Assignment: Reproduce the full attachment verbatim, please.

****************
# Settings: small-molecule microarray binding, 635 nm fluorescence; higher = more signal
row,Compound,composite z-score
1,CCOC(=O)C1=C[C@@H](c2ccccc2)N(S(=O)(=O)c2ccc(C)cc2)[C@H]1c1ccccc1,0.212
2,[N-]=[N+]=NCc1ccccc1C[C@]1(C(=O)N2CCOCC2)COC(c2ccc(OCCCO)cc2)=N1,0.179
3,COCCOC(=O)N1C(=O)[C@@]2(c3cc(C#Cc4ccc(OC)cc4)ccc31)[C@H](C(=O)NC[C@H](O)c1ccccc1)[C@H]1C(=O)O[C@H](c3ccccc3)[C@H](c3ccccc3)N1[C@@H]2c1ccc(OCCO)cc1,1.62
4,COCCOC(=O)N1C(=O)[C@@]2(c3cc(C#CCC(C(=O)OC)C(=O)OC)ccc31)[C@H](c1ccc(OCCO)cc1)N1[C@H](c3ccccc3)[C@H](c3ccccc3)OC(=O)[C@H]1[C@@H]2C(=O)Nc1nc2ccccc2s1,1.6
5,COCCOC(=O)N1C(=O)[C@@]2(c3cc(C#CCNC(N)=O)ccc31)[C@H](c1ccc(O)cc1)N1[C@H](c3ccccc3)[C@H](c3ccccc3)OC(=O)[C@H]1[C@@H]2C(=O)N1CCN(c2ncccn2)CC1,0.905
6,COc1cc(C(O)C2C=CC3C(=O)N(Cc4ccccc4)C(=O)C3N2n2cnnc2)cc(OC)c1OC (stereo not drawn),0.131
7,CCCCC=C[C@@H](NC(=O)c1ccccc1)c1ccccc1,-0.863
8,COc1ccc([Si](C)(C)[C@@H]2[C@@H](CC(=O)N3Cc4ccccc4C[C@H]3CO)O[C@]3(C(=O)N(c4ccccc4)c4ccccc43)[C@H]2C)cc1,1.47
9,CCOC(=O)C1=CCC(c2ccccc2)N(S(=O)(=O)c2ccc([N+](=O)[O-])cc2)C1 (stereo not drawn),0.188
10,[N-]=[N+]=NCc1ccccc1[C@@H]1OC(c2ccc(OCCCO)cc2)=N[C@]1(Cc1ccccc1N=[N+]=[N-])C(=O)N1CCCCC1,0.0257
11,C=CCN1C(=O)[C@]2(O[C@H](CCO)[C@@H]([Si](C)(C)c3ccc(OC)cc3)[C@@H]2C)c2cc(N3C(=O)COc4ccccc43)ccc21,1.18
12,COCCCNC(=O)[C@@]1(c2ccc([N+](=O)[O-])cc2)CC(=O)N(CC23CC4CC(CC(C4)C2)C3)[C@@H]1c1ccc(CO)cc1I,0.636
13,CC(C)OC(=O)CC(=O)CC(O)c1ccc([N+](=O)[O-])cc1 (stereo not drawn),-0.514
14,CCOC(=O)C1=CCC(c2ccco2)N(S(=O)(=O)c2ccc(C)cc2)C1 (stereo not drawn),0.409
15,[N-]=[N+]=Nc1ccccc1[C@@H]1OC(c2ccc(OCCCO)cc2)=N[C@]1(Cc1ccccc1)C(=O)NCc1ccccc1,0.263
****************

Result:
# Settings: small-molecule microarray binding, 635 nm fluorescence; higher = more signal
row,Compound,composite z-score
1,CCOC(=O)C1=C[C@@H](c2ccccc2)N(S(=O)(=O)c2ccc(C)cc2)[C@H]1c1ccccc1,0.212
2,[N-]=[N+]=NCc1ccccc1C[C@]1(C(=O)N2CCOCC2)COC(c2ccc(OCCCO)cc2)=N1,0.179
3,COCCOC(=O)N1C(=O)[C@@]2(c3cc(C#Cc4ccc(OC)cc4)ccc31)[C@H](C(=O)NC[C@H](O)c1ccccc1)[C@H]1C(=O)O[C@H](c3ccccc3)[C@H](c3ccccc3)N1[C@@H]2c1ccc(OCCO)cc1,1.62
4,COCCOC(=O)N1C(=O)[C@@]2(c3cc(C#CCC(C(=O)OC)C(=O)OC)ccc31)[C@H](c1ccc(OCCO)cc1)N1[C@H](c3ccccc3)[C@H](c3ccccc3)OC(=O)[C@H]1[C@@H]2C(=O)Nc1nc2ccccc2s1,1.6
5,COCCOC(=O)N1C(=O)[C@@]2(c3cc(C#CCNC(N)=O)ccc31)[C@H](c1ccc(O)cc1)N1[C@H](c3ccccc3)[C@H](c3ccccc3)OC(=O)[C@H]1[C@@H]2C(=O)N1CCN(c2ncccn2)CC1,0.905
6,COc1cc(C(O)C2C=CC3C(=O)N(Cc4ccccc4)C(=O)C3N2n2cnnc2)cc(OC)c1OC (stereo not drawn),0.131
7,CCCCC=C[C@@H](NC(=O)c1ccccc1)c1ccccc1,-0.863
8,COc1ccc([Si](C)(C)[C@@H]2[C@@H](CC(=O)N3Cc4ccccc4C[C@H]3CO)O[C@]3(C(=O)N(c4ccccc4)c4ccccc43)[C@H]2C)cc1,1.47
9,CCOC(=O)C1=CCC(c2ccccc2)N(S(=O)(=O)c2ccc([N+](=O)[O-])cc2)C1 (stereo not drawn),0.188
10,[N-]=[N+]=NCc1ccccc1[C@@H]1OC(c2ccc(OCCCO)cc2)=N[C@]1(Cc1ccccc1N=[N+]=[N-])C(=O)N1CCCCC1,0.0257
11,C=CCN1C(=O)[C@]2(O[C@H](CCO)[C@@H]([Si](C)(C)c3ccc(OC)cc3)[C@@H]2C)c2cc(N3C(=O)COc4ccccc43)ccc21,1.18
12,COCCCNC(=O)[C@@]1(c2ccc([N+](=O)[O-])cc2)CC(=O)N(CC23CC4CC(CC(C4)C2)C3)[C@@H]1c1ccc(CO)cc1I,0.636
13,CC(C)OC(=O)CC(=O)CC(O)c1ccc([N+](=O)[O-])cc1 (stereo not drawn),-0.514
14,CCOC(=O)C1=CCC(c2ccco2)N(S(=O)(=O)c2ccc(C)cc2)C1 (stereo not drawn),0.409
15,[N-]=[N+]=Nc1ccccc1[C@@H]1OC(c2ccc(OCCCO)cc2)=N[C@]1(Cc1ccccc1)C(=O)NCc1ccccc1,0.263